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Icewind Dale II on Game and Player

Icewind Dale II

Joseph G. Powell  //  September 8, 2009

Redeemed by 3rd Edition Dungeons & Dragons.


ack in 2000, when the first Icewind Dale game was released by Black Isle Studios, it faced a bit of trouble from being released on the same day as the highly-anticipated Blizzard Entertainment hack-and-slash juggernaut Diablo II. The game still received favorable reviews, however, and the popularity of computer RPGs at the time undoubtedly boosted its sales. When Icewind Dale II came out, it faced a different problem, being released mere months after 3D RPGs such as Morrowind and Neverwinter Nights had begun taking PC gaming by storm, and it still used the tried and true 2D Infinity Engine. Fans of the series didn't mind, and the game still sold well, but it would sadly be the last title developed with the Infinity Engine.

Big on action,
light on plot and dialog.
Icewind Dale II takes place not long after the events of the first game. The player is allowed to create a group of up to six characters, same as the first. Icewind Dale II was the first and only Black Isle title to fully use the 3rd Edition D&D rule set. Because of this, character creation was a lot more intricate. With the addition of 3rd Edition, new races and classes were brought into play, along with the new skills system and feats. All of the classic 2nd Edition races and classes were still available, and new races included various humans, dwarves, halflings, elves (including the ever-popular Drow), and the half-orc.

Classes are more intricate, such as paladins and clerics being able to choose different paths, and the new barbarian and sorcerer classes (which were first introduced in Baldur's Gate II, but officially part of the 3rd Edition rules). Skills allow you to hone your characters' strengths and weaknesses, aiding in saving throws during combat, rogue skills, identification skills, among others. Feats, like bonus skills, give your characters special abilities, add to their weapon and armor proficiencies, or boost their stats, much like perks in the Fallout series. Anyone who is unfamiliar with D&D, or perhaps wants to jump right into the game without going through the tedium of creating his own characters, can choose a prefabricated group of adventurers; each having a variety of classes, races, and alignments.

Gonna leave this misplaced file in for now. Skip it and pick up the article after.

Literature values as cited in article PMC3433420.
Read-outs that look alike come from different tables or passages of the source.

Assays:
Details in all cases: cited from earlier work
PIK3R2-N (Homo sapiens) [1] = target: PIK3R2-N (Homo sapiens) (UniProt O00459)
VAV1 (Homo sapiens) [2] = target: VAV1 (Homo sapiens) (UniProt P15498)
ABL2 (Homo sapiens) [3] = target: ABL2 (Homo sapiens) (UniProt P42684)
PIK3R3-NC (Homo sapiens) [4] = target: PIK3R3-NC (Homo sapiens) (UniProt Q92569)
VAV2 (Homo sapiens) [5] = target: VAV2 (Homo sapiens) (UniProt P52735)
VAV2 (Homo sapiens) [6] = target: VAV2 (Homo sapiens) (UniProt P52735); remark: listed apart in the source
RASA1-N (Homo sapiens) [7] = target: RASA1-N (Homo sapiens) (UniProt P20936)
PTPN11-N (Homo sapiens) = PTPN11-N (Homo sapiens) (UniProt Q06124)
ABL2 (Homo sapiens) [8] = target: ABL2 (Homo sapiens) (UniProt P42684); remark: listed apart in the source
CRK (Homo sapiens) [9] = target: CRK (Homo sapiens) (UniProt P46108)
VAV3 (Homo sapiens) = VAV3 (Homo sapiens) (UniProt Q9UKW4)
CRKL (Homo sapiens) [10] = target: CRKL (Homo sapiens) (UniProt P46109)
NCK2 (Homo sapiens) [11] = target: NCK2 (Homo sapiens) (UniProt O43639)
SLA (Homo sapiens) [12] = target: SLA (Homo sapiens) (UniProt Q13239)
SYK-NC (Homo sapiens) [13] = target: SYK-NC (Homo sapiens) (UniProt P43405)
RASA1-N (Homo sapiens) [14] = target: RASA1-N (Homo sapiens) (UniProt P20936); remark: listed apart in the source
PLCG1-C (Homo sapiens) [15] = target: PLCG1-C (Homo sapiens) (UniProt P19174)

Icewind Dale II, like its predecessor, is an action game at heart and pretty light on story and dialog. You begin the adventure as a mercenary group hired to help defend the village of Targos, one of the Ten-Towns of the Icewind Dale, from an invading goblin horde. You are put in the action shortly after you step off the boat. The action is often unforgivably hard, at least early on in the game when your group is weak and unskilled. As the game progresses, your levels and skills increase, and your magical prowess expands, the difficulty becomes less of a concern. The game doesn't offer a whole lot of replay value, unless you want to try playing different races, classes, or trying out a personal challenge. The Heart of Fury mode we first saw in the first title's expansion pack is also available in the sequel, creating an additional trail for anyone who wants a more hardcore action experience.

Graphics and animations were
borrowed, but fans didn't mind.
The game's only real downfalls are the fact that it recycles a lot of graphics and sounds from its predecessor, as well as the lack of story and character development. Much of the monster graphics and animations have been borrowed from Icewind Dale and Baldur's Gate II, although there are plenty of new graphics including more enemies and all the new backdrops. There aren't more than a few new character portraits or sound sets. Some of the music is recycled or similar — but that's not so bad, because the music is really good. The weaker storyline can be attributed to the game being more of an action dungeon-crawl than a deep, rich, mostly story-based game like Baldur's Gate II or Planescape: Torment were.

Oftentimes, though, your heroes' reactions to situations don't seem to accurately reflect their path in life due to the limited dialog options. For instance, my paladin, who was very noble, diplomatic, and heralded a very high charisma, would commonly speak down on enemies and not try to reason with them at all. Other times, however, when being offered a reward for a quest, she would have the option to turn down the reward in the name of her church.

Challenge and customization that the 3rd Edition rules brought into Icewind Dale II makes up enough for the title's flaws, leaving a solid, very enjoyable game.

Icewind Dale II



Black Isle Studios



NA Release

August 27, 2002


Play Mode

ESRB Rating

In Favor

  • 3rd Edition rules, races, classes, feats, etc.
  • Fair difficulty curve


  • Recycled graphics, sounds
  • Limited dialog options

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